The Christmas record was a surprise.  We did it at home, it was very casual, something to sell on tour, for the fans.  Somehow it grew legs, still to this day we get notes and letters saying ‘I just love your Christmas record, I take it out every year, even my mom likes it’.  That’s been very sweet.

We’ve always been lucky to work with people at the right time.  I can remember struggles with each of them, sometimes personal stuff, difficulty of the situation, figuring out how it’s going to work.  Pretty much every record that we’ve done, at the end we’ve always been really happy.  Kind of surprised, it worked out better than we thought it would, and excited for it to come out.  I’m glad there’s no regret.  There’s definitely songs where I feel I don’t need to play that every night or any time soon.  But in each case we made the best decisions we could at the time.  It’s so random.  Usually the thing you put the most hope in ends up not being as surprising.

Anybody you’d like to collaborate with in the future?

You almost can’t plan to collaborate.  As much as we dream it would be great to work with so-and-so, even if you know a person, it never happens.  There are singers that it would be fun to be the backing band for.  They’d have to know what they’re getting into!  It would be fun to do a tour backing up PJ Harvey.

We’ve met Robert Plant a few times but he keeps jumping bands and doing different projects.  He did a couple of our songs (on 2010’s Band of Joy).  I joke about it and Steve says it’ll never happen.  We gave him an early copy of the new album.  Two weeks later he did an interview and he mentioned it!  That was long before it came out.  I had a dream to back up Morrissey some time but at this point I don’t think that would be as comfortable as it would have been.  He’s got his issues.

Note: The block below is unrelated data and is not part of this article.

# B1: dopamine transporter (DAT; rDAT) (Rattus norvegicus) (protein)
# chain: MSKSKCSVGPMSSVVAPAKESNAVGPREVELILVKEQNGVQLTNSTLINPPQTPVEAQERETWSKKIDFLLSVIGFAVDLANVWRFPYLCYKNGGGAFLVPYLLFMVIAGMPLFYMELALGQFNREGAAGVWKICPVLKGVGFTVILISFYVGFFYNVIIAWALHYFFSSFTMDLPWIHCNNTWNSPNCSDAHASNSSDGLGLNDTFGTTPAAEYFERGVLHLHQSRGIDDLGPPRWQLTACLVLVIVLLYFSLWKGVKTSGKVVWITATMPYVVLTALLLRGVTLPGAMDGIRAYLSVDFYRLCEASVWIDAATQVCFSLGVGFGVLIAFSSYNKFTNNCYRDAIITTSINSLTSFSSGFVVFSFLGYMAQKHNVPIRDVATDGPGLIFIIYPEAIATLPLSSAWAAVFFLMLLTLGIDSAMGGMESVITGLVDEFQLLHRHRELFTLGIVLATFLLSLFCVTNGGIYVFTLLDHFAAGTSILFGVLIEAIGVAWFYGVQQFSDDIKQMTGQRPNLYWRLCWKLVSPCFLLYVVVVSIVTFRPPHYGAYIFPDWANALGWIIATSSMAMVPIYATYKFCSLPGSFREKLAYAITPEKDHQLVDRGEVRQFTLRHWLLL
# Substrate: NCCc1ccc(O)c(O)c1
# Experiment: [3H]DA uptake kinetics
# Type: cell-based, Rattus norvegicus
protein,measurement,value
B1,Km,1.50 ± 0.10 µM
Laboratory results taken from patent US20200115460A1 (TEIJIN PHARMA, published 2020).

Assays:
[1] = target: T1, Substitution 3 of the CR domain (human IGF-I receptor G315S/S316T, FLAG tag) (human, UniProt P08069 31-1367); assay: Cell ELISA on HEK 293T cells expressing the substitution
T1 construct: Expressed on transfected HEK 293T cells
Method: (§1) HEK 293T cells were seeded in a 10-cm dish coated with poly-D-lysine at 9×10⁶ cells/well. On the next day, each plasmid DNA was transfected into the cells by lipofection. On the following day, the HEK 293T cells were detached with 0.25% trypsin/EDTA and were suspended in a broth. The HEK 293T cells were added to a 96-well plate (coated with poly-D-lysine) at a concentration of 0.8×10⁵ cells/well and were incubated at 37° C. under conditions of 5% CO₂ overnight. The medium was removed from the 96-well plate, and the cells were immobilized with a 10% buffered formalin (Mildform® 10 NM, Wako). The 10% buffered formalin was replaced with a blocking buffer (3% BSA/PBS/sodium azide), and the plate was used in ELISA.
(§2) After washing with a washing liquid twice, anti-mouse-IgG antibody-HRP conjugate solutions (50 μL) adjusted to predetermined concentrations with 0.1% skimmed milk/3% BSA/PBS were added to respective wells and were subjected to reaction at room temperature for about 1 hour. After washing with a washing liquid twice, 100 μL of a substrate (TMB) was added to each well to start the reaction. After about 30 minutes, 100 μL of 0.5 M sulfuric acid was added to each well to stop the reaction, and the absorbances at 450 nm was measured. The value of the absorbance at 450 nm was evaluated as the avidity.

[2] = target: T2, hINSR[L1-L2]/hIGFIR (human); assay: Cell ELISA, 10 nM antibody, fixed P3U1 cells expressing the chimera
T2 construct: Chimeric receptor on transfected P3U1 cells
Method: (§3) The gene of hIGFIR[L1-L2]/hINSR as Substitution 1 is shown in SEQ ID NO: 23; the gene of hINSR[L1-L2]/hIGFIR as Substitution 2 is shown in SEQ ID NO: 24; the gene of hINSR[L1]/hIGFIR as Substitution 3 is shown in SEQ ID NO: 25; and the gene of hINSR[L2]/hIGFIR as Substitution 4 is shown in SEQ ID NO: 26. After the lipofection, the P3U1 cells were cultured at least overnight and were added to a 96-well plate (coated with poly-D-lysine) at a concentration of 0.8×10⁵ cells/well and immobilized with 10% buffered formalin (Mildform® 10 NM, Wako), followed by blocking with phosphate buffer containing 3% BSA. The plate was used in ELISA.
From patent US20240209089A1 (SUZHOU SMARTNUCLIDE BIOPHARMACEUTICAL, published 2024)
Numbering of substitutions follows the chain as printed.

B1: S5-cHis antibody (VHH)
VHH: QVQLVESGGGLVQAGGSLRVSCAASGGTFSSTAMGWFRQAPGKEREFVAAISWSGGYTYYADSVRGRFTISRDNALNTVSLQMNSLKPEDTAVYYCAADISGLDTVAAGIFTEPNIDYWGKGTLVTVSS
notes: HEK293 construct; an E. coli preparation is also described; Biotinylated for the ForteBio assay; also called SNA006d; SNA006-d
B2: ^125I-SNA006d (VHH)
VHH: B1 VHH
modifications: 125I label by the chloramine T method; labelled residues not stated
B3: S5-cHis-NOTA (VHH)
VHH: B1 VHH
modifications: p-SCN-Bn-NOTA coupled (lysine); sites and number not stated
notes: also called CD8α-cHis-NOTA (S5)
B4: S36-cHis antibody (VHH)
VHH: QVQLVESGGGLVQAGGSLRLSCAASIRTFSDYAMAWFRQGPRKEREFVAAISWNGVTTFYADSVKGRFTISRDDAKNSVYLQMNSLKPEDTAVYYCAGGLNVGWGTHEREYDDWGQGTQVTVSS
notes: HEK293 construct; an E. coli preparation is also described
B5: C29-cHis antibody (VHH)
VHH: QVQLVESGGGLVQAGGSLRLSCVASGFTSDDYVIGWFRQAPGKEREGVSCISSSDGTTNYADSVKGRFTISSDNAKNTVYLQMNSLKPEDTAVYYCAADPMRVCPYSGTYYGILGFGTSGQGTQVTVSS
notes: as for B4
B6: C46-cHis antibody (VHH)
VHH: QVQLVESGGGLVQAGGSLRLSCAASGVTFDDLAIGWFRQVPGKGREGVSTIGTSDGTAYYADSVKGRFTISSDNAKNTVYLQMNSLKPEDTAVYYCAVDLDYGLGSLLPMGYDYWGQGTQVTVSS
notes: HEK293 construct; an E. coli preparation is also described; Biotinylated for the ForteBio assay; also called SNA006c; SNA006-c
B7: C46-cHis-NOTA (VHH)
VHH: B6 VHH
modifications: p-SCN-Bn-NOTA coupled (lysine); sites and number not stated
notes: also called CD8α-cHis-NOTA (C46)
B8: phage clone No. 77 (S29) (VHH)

Do you believe in heroes, for want of a better word?

He (Morrissey) was definitely a hero.  There’s a grey area.  You can love a person’s art, and in interviews they’re really cool and you really agree with what they say about politics or world justice.  When you listen to their music it seems like it goes deeper in you.  With hero worship you’ve accepted that person into your soul.

Then with others… I’ve run into people who say someone like Lou Reed was the biggest fucking asshole and they can’t listen to his music any more.  It ruins it for them.  I used to work backstage at concerts for this arena where we lived.  I drove Paul Simon around, Aerosmith were just chilling backstage and were super friendly.

Bob Dylan is super private, he doesn’t want to talk to anybody.  If I was Bob Dylan I wouldn’t want to talk to anybody, are you kidding me?  By the time he’s run into 8,000 people who tell him that he’s God and he spoke to their soul, by the time you’ve had crazy people show up naked on your doorstep calling you God you say “that’s it, I’m getting some security”.  Last time I saw Dylan he had this big British dude running his security.  It was a big outdoor festival and the guy comes out and says “alright guys Mr Dylan’s gonna be coming out soon, everything’s cool, if you could just back up and definitely I do NOT want to see any cameras”.  So we backed up, gave him room, there’s only 20 feet between the bus and the stage.  There was a dude there that I kind of knew and he tried to take out his phone.  That dude (security) saw it, I don’t know how, and he went up to him and without touching him, absolutely shut his ass down and basically walked him off the ground!  It wasn’t even screaming and foul language, his presence was like ‘I’ve got you. Do not even move, you are coming with me’.  It made you feel kind of sick to the stomach, all that energy coming at me.  But it worked.